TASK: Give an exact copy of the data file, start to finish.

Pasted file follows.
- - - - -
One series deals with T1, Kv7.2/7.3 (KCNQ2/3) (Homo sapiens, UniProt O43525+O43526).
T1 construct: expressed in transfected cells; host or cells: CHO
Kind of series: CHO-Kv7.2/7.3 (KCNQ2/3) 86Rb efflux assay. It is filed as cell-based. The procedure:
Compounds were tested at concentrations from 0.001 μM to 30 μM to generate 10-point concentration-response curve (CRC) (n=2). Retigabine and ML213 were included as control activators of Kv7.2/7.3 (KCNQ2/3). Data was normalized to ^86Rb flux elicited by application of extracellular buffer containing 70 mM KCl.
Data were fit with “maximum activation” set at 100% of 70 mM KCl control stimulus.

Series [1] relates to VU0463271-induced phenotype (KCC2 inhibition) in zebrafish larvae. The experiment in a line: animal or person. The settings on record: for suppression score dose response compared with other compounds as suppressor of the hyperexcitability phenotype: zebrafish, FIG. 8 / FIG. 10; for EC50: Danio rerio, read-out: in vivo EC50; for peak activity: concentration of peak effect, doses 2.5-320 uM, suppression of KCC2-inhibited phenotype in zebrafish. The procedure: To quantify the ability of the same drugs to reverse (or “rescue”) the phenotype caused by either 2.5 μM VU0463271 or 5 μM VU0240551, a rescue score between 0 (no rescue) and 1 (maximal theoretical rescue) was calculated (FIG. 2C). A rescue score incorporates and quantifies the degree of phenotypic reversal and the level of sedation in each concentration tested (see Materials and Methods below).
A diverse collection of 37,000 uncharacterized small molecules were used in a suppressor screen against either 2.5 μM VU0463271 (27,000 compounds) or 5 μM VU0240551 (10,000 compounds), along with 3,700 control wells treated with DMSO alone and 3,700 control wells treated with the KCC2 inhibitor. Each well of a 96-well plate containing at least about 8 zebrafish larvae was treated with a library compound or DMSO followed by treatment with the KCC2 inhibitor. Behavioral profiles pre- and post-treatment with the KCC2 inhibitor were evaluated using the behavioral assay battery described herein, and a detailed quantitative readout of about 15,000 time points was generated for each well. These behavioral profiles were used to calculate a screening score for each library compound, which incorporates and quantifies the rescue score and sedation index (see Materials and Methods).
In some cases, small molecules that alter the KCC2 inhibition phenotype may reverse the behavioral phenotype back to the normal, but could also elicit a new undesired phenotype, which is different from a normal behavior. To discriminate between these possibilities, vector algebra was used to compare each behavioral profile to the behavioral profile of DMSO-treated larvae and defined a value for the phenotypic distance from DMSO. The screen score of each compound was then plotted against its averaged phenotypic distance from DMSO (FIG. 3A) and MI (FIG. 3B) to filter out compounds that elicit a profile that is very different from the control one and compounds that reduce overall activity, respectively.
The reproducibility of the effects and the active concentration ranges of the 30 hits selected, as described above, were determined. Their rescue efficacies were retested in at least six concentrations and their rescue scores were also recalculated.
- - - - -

One series deals with T1, Kv7.2/7.3 (KCNQ2/3) (Homo sapiens, UniProt O43525+O43526).
T1 construct: expressed in transfected cells; host or cells: CHO
Kind of series: CHO-Kv7.2/7.3 (KCNQ2/3) 86Rb efflux assay. It is filed as cell-based. The procedure:
Compounds were tested at concentrations from 0.001 μM to 30 μM to generate 10-point concentration-response curve (CRC) (n=2). Retigabine and ML213 were included as control activators of Kv7.2/7.3 (KCNQ2/3). Data was normalized to ^86Rb flux elicited by application of extracellular buffer containing 70 mM KCl.
Data were fit with “maximum activation” set at 100% of 70 mM KCl control stimulus.

Series [1] relates to VU0463271-induced phenotype (KCC2 inhibition) in zebrafish larvae. The experiment in a line: animal or person. The settings on record: for suppression score dose response compared with other compounds as suppressor of the hyperexcitability phenotype: zebrafish, FIG. 8 / FIG. 10; for EC50: Danio rerio, read-out: in vivo EC50; for peak activity: concentration of peak effect, doses 2.5-320 uM, suppression of KCC2-inhibited phenotype in zebrafish. The procedure: To quantify the ability of the same drugs to reverse (or “rescue”) the phenotype caused by either 2.5 μM VU0463271 or 5 μM VU0240551, a rescue score between 0 (no rescue) and 1 (maximal theoretical rescue) was calculated (FIG. 2C). A rescue score incorporates and quantifies the degree of phenotypic reversal and the level of sedation in each concentration tested (see Materials and Methods below).
A diverse collection of 37,000 uncharacterized small molecules were used in a suppressor screen against either 2.5 μM VU0463271 (27,000 compounds) or 5 μM VU0240551 (10,000 compounds), along with 3,700 control wells treated with DMSO alone and 3,700 control wells treated with the KCC2 inhibitor. Each well of a 96-well plate containing at least about 8 zebrafish larvae was treated with a library compound or DMSO followed by treatment with the KCC2 inhibitor. Behavioral profiles pre- and post-treatment with the KCC2 inhibitor were evaluated using the behavioral assay battery described herein, and a detailed quantitative readout of about 15,000 time points was generated for each well. These behavioral profiles were used to calculate a screening score for each library compound, which incorporates and quantifies the rescue score and sedation index (see Materials and Methods).
In some cases, small molecules that alter the KCC2 inhibition phenotype may reverse the behavioral phenotype back to the normal, but could also elicit a new undesired phenotype, which is different from a normal behavior. To discriminate between these possibilities, vector algebra was used to compare each behavioral profile to the behavioral profile of DMSO-treated larvae and defined a value for the phenotypic distance from DMSO. The screen score of each compound was then plotted against its averaged phenotypic distance from DMSO (FIG. 3A) and MI (FIG. 3B) to filter out compounds that elicit a profile that is very different from the control one and compounds that reduce overall activity, respectively.
The reproducibility of the effects and the active concentration ranges of the 30 hits selected, as described above, were determined. Their rescue efficacies were retested in at least six concentrations and their rescue scores were also recalculated.